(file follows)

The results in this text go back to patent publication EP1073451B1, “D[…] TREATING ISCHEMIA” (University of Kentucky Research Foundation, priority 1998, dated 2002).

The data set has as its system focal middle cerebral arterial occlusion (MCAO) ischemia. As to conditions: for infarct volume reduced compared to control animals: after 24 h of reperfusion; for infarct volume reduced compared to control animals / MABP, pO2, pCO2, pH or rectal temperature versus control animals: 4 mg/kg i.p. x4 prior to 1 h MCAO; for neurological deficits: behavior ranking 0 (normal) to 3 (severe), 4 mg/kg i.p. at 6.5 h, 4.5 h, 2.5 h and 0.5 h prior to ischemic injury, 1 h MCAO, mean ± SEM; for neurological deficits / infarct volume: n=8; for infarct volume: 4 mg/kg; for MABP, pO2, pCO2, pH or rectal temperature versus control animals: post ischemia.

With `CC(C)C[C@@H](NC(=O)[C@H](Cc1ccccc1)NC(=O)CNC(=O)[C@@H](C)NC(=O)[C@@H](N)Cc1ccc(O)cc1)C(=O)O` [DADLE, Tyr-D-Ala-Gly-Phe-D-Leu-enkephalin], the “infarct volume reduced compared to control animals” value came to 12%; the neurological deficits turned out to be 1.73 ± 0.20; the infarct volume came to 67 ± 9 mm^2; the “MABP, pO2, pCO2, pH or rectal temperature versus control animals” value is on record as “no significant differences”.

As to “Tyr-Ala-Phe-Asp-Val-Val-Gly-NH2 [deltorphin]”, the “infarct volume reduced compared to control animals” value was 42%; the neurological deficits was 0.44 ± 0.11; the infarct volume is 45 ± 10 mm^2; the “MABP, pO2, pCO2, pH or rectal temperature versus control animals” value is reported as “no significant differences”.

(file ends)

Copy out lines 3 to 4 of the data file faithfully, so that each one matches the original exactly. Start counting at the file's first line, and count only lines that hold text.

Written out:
With `CC(C)C[C@@H](NC(=O)[C@H](Cc1ccccc1)NC(=O)CNC(=O)[C@@H](C)NC(=O)[C@@H](N)Cc1ccc(O)cc1)C(=O)O` [DADLE, Tyr-D-Ala-Gly-Phe-D-Leu-enkephalin], the “infarct volume reduced compared to control animals” value came to 12%; the neurological deficits turned out to be 1.73 ± 0.20; the infarct volume came to 67 ± 9 mm^2; the “MABP, pO2, pCO2, pH or rectal temperature versus control animals” value is on record as “no significant differences”.

As to “Tyr-Ala-Phe-Asp-Val-Val-Gly-NH2 [deltorphin]”, the “infarct volume reduced compared to control animals” value was 42%; the neurological deficits was 0.44 ± 0.11; the infarct volume is 45 ± 10 mm^2; the “MABP, pO2, pCO2, pH or rectal temperature versus control animals” value is reported as “no significant differences”.